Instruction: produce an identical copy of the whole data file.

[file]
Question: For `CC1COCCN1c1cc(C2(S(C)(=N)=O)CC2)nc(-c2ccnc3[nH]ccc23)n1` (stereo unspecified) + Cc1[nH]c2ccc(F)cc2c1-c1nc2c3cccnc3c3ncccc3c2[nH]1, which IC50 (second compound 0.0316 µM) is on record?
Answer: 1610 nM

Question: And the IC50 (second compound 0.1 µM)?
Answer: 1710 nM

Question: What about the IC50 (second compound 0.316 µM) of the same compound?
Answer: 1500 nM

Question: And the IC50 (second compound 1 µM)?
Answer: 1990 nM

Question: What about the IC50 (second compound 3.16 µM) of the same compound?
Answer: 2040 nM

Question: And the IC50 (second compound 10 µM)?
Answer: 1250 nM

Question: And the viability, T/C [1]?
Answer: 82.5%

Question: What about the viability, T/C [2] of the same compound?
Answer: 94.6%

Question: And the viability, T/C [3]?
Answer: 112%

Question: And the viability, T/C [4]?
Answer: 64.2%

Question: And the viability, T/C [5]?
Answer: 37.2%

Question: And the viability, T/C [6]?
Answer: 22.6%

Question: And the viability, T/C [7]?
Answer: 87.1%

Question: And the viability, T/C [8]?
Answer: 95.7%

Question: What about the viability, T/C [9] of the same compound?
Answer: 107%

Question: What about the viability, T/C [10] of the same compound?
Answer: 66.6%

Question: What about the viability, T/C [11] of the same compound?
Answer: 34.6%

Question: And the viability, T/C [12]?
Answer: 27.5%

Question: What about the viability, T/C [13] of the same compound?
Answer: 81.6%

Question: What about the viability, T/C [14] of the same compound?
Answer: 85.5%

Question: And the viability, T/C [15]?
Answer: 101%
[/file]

Question: For `CC1COCCN1c1cc(C2(S(C)(=N)=O)CC2)nc(-c2ccnc3[nH]ccc23)n1` (stereo unspecified) + Cc1[nH]c2ccc(F)cc2c1-c1nc2c3cccnc3c3ncccc3c2[nH]1, which IC50 (second compound 0.0316 µM) is on record?
Answer: 1610 nM

Question: And the IC50 (second compound 0.1 µM)?
Answer: 1710 nM

Question: What about the IC50 (second compound 0.316 µM) of the same compound?
Answer: 1500 nM

Question: And the IC50 (second compound 1 µM)?
Answer: 1990 nM

Question: What about the IC50 (second compound 3.16 µM) of the same compound?
Answer: 2040 nM

Question: And the IC50 (second compound 10 µM)?
Answer: 1250 nM

Question: And the viability, T/C [1]?
Answer: 82.5%

Question: What about the viability, T/C [2] of the same compound?
Answer: 94.6%

Question: And the viability, T/C [3]?
Answer: 112%

Question: And the viability, T/C [4]?
Answer: 64.2%

Question: And the viability, T/C [5]?
Answer: 37.2%

Question: And the viability, T/C [6]?
Answer: 22.6%

Question: And the viability, T/C [7]?
Answer: 87.1%

Question: And the viability, T/C [8]?
Answer: 95.7%

Question: What about the viability, T/C [9] of the same compound?
Answer: 107%

Question: What about the viability, T/C [10] of the same compound?
Answer: 66.6%

Question: What about the viability, T/C [11] of the same compound?
Answer: 34.6%

Question: And the viability, T/C [12]?
Answer: 27.5%

Question: What about the viability, T/C [13] of the same compound?
Answer: 81.6%

Question: What about the viability, T/C [14] of the same compound?
Answer: 85.5%

Question: And the viability, T/C [15]?
Answer: 101%